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With NATO focused on Ukraine war, threats from the south take a back seat

The Alliance has launched a study to assess potential risks from North Africa, the Sahel and Middle East, but the area was left out of regional plans approved at Vilnius summit

Japan's Prime Minister Fumio Kishida speaks at an event with G7 leaders and Ukraine's President Volodymyr Zelenskiy to announce a Joint Declaration of Support to Ukraine, as the NATO summit is held in Vilnius, Lithuania July 12, 2023.
Japan's Prime Minister Fumio Kishida speaks at an event with G7 leaders and Ukraine's President Volodymyr Zelenskiy to announce a Joint Declaration of Support to Ukraine, as the NATO summit is held in Vilnius, Lithuania July 12, 2023.KACPER PEMPEL (REUTERS)

NATO faces a formidable set of threats on its eastern flank. The large-scale invasion of Ukraine by Russian forces has sparked a far-reaching military and geopolitical confrontation. Further along the eastern axis, China continues to rise, causing concern among the Atlantic allies, which are strengthening ties with Pacific democracies that share the same concern. Given the magnitude of these problems, the issue of the southern flank, of greatest interest to countries such as Spain, Italy and Portugal, finds it difficult to establish itself as a priority in the Alliance and attract attention.

The final communiqué from the Vilnius summit mentions the southern flank, a broad, somewhat indefinite geographical, strategic and military concept that encompasses North Africa, the Sahel region between the Sahara desert and the savanna, and the Middle East. The allies have asked the North Atlantic Council, the Alliance’s main political decision-making body, to launch a broad reflection on existing and emerging threats in the region, as well as opportunities for interaction with countries, international organizations or other relevant actors. The mandate requires presenting the work at the next NATO summit, scheduled for next year in Washington.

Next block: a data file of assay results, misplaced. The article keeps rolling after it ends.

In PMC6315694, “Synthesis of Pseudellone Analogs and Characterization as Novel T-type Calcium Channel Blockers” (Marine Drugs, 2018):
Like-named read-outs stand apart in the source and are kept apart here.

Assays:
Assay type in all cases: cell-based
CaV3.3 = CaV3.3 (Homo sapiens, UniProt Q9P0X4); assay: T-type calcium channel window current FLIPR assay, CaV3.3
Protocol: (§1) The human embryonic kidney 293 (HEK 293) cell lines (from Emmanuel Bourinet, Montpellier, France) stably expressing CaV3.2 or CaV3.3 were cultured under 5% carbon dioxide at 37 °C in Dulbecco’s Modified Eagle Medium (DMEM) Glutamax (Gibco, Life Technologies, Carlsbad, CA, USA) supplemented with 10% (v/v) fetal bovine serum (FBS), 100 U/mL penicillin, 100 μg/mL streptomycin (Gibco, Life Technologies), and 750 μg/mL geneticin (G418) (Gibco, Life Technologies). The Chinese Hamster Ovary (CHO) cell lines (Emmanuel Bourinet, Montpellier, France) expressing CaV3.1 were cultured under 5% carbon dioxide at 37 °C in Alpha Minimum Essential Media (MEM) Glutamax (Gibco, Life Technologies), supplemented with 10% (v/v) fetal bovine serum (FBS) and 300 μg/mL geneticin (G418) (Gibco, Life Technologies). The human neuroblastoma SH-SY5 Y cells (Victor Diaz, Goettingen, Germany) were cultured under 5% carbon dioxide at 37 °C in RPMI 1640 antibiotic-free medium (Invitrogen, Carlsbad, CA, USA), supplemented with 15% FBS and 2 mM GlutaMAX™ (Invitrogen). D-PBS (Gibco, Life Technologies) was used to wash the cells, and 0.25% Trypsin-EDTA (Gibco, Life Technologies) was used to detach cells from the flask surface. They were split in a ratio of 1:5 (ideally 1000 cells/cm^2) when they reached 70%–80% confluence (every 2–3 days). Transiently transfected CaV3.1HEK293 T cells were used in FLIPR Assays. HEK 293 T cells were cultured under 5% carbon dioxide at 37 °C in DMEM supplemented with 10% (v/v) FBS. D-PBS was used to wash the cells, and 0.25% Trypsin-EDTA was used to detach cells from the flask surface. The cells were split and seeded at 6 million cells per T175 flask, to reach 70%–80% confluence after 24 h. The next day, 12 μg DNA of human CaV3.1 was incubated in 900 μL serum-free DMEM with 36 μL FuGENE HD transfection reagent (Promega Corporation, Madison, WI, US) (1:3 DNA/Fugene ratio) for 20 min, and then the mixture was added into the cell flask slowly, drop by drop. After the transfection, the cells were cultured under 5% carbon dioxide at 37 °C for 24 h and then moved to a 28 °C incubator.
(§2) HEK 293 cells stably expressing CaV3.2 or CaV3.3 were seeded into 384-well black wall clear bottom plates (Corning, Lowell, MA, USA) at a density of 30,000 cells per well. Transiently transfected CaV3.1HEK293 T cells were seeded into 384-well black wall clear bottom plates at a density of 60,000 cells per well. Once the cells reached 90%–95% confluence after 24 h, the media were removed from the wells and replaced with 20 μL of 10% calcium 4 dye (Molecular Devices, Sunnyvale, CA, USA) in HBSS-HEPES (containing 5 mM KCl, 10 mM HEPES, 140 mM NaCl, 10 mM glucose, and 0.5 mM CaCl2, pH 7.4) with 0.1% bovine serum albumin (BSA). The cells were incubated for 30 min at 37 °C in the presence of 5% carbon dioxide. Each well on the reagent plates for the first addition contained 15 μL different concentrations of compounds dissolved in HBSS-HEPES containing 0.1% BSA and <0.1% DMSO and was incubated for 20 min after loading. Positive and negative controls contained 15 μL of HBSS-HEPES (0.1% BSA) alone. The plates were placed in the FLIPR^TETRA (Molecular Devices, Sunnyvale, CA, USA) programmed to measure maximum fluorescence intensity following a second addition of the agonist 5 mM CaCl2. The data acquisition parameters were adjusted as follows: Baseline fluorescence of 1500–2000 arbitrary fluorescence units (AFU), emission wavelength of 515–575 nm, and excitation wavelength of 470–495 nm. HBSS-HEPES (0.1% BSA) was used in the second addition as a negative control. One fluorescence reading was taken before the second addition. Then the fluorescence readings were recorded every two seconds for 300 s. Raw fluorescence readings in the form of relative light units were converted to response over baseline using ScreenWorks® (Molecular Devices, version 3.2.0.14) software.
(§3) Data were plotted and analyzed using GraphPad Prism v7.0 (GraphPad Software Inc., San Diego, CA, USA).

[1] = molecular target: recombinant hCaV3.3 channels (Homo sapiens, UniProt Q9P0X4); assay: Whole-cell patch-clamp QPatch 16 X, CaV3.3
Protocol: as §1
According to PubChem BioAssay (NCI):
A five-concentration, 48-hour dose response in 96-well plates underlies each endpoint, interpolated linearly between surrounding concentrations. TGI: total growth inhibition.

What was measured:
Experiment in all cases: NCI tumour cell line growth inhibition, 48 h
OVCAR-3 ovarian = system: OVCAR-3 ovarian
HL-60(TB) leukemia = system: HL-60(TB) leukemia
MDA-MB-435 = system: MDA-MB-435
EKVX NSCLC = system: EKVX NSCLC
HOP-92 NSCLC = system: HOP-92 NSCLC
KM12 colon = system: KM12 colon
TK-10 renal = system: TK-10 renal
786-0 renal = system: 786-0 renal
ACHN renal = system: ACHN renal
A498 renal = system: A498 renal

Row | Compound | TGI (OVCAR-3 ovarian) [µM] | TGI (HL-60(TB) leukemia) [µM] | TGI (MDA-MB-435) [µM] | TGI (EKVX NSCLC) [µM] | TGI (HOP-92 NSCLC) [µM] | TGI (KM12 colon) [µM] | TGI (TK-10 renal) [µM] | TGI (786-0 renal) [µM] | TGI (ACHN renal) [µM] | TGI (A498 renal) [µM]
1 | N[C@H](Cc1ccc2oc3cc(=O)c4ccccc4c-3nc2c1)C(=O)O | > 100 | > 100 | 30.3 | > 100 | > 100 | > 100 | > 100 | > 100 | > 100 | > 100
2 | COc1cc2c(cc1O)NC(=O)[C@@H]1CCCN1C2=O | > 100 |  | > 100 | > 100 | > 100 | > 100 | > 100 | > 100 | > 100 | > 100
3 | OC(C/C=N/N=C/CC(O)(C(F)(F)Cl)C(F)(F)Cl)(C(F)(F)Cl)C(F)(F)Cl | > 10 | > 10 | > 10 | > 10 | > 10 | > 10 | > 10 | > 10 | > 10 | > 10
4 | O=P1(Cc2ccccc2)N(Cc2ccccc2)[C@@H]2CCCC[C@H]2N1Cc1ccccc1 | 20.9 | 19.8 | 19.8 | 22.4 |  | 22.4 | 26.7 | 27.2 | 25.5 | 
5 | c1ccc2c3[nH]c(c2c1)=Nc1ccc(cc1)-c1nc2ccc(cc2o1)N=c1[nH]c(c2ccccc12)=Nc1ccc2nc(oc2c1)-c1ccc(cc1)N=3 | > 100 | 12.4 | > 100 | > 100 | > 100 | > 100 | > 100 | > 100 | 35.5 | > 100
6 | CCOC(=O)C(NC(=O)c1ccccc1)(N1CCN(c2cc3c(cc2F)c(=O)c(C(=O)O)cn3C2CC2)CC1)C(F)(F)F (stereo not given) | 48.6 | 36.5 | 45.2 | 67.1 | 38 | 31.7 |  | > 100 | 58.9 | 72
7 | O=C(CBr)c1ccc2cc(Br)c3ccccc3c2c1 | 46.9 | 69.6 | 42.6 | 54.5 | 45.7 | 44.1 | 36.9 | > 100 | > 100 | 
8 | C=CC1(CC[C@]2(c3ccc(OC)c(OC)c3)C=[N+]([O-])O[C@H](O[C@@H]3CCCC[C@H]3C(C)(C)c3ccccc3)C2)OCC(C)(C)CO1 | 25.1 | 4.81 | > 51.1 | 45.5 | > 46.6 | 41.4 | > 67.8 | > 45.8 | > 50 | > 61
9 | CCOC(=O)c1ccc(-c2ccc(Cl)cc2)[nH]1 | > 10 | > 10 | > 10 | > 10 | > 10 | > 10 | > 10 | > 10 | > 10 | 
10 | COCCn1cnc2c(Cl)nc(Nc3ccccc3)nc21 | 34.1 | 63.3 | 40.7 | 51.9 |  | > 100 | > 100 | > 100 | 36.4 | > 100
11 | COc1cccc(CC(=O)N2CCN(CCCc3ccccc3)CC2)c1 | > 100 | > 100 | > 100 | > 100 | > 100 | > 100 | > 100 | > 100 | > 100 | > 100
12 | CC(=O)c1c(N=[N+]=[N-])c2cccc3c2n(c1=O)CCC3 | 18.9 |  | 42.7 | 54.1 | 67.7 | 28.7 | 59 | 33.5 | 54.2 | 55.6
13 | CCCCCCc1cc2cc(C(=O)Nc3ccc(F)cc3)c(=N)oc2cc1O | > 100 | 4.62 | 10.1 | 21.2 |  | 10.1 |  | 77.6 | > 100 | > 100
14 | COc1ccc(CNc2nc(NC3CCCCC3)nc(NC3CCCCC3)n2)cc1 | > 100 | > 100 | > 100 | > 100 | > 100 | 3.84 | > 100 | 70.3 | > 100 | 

The statement points to the explosive mix of institutional fragility, climate change and the proliferation of terrorist organizations in the region, and denounces actions by Russia to fuel tensions and instability there. The strong presence in the region of the Russian Wagner organization is a source of renewed concern after the notorious rebellion led by its mercenaries.

“The southern flank is not as high a priority for NATO as the east. There has been a line of work open on it, however, since the Brussels summit in 2021, largely thanks to Spain,” says Luis Simón, director of the office of the Elcano Royal Institute think tank in Brussels. “The United States has supported keeping this issue alive, to have it brought up again at the Washington summit next year.”

“The focus on the east is inevitable given the war in Ukraine and the prospect of a long-running confrontation with Russia,” says Ian Lesser, vice president of the German Marshall Fund. “But there is a recognition of the need to deal with risks from other sides. The Vilnius summit has blessed an elaborate set of regional defense plans, one of which is geared toward the Mediterranean and Black Sea. There is also a focus on anti-terrorism. And the prospect of closer cooperation between the EU and NATO will have practical implications, especially looking to the south.”

The matter, then, remains on the table. The difficulty lies in getting it to transcend to higher levels of organization and structure.

Regarding the regional plans, according to Simón, the three areas covered are the northern zone — which encompasses the Arctic, Finland, the connection with the Atlantic, Sweden as soon as it joins NATO, another area that covers the central corridor — which essentially covers Poland and the Baltics — and another southern area that in fact means the south of the eastern flank, so Romania, Bulgaria and the eastern Mediterranean.

Therefore, there is no special attention paid to the entire segment of the western southern flank, which covers the Sahel, the central-western part of North Africa and the corresponding maritime zone.

“These schemes are important,” Simón stresses, “because they are concrete; they will guide the allocation of forces, training, capacity development, even industrial planning, based on the needs set out in the plans. And there the south is left a little by itself.”

On the other hand, although it is true that NATO insists on a risk-preparedness approach that is not only based on geography, but also on concepts, with terrorism figuring prominently, Simón points out that it involves “less precise planning than the territorial one.”

The path to achieving a qualitative leap on this flank is, therefore, complicated. Besides Spain’s efforts, Italy’s prime minister, Giorgia Meloni, recently said that “Italy supports the evolution of NATO and the attention that must be paid to the eastern flank, but we have also called for more attention to the southern flank.” And António Costa, Prime Minister of Portugal, expressed satisfaction at the study scheduled to be analyzed at the next summit.

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